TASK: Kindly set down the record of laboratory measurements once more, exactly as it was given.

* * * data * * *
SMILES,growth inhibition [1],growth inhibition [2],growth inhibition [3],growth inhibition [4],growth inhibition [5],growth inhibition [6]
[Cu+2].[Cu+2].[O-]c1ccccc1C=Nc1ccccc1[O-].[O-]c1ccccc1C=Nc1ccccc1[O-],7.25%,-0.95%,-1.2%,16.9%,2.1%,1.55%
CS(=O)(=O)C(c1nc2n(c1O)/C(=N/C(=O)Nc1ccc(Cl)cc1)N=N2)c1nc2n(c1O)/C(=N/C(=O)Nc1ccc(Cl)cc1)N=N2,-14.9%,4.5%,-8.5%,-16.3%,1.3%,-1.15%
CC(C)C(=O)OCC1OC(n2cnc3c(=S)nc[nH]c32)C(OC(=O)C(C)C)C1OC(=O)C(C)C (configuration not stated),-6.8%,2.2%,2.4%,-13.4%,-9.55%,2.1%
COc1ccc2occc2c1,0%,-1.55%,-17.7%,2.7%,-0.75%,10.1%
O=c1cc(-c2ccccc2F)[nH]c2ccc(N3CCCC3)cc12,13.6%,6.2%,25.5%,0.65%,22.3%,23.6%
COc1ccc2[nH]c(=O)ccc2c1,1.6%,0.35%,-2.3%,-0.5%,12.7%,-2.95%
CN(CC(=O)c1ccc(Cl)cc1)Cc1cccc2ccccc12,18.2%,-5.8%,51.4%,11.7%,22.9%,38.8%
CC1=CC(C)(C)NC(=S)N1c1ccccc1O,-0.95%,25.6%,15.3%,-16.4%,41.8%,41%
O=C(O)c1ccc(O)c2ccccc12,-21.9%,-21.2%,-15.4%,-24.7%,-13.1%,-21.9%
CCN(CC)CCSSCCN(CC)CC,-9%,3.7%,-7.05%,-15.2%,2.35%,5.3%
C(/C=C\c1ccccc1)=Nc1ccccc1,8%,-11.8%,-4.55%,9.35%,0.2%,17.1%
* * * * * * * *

SMILES,growth inhibition [1],growth inhibition [2],growth inhibition [3],growth inhibition [4],growth inhibition [5],growth inhibition [6]
[Cu+2].[Cu+2].[O-]c1ccccc1C=Nc1ccccc1[O-].[O-]c1ccccc1C=Nc1ccccc1[O-],7.25%,-0.95%,-1.2%,16.9%,2.1%,1.55%
CS(=O)(=O)C(c1nc2n(c1O)/C(=N/C(=O)Nc1ccc(Cl)cc1)N=N2)c1nc2n(c1O)/C(=N/C(=O)Nc1ccc(Cl)cc1)N=N2,-14.9%,4.5%,-8.5%,-16.3%,1.3%,-1.15%
CC(C)C(=O)OCC1OC(n2cnc3c(=S)nc[nH]c32)C(OC(=O)C(C)C)C1OC(=O)C(C)C (configuration not stated),-6.8%,2.2%,2.4%,-13.4%,-9.55%,2.1%
COc1ccc2occc2c1,0%,-1.55%,-17.7%,2.7%,-0.75%,10.1%
O=c1cc(-c2ccccc2F)[nH]c2ccc(N3CCCC3)cc12,13.6%,6.2%,25.5%,0.65%,22.3%,23.6%
COc1ccc2[nH]c(=O)ccc2c1,1.6%,0.35%,-2.3%,-0.5%,12.7%,-2.95%
CN(CC(=O)c1ccc(Cl)cc1)Cc1cccc2ccccc12,18.2%,-5.8%,51.4%,11.7%,22.9%,38.8%
CC1=CC(C)(C)NC(=S)N1c1ccccc1O,-0.95%,25.6%,15.3%,-16.4%,41.8%,41%
O=C(O)c1ccc(O)c2ccccc12,-21.9%,-21.2%,-15.4%,-24.7%,-13.1%,-21.9%
CCN(CC)CCSSCCN(CC)CC,-9%,3.7%,-7.05%,-15.2%,2.35%,5.3%
C(/C=C\c1ccccc1)=Nc1ccccc1,8%,-11.8%,-4.55%,9.35%,0.2%,17.1%